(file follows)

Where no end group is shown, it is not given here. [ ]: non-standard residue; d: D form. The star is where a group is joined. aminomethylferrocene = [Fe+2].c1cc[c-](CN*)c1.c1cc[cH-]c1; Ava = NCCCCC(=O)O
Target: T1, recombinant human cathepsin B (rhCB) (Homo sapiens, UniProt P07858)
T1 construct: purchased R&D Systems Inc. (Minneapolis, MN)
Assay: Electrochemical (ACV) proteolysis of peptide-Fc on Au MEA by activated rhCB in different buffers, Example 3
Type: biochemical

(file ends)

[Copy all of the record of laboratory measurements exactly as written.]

Where no end group is shown, it is not given here. [ ]: non-standard residue; d: D form. The star is where a group is joined. aminomethylferrocene = [Fe+2].c1cc[c-](CN*)c1.c1cc[cH-]c1; Ava = NCCCCC(=O)O
Target: T1, recombinant human cathepsin B (rhCB) (Homo sapiens, UniProt P07858)
T1 construct: purchased R&D Systems Inc. (Minneapolis, MN)
Assay: Electrochemical (ACV) proteolysis of peptide-Fc on Au MEA by activated rhCB in different buffers, Example 3
Type: biochemical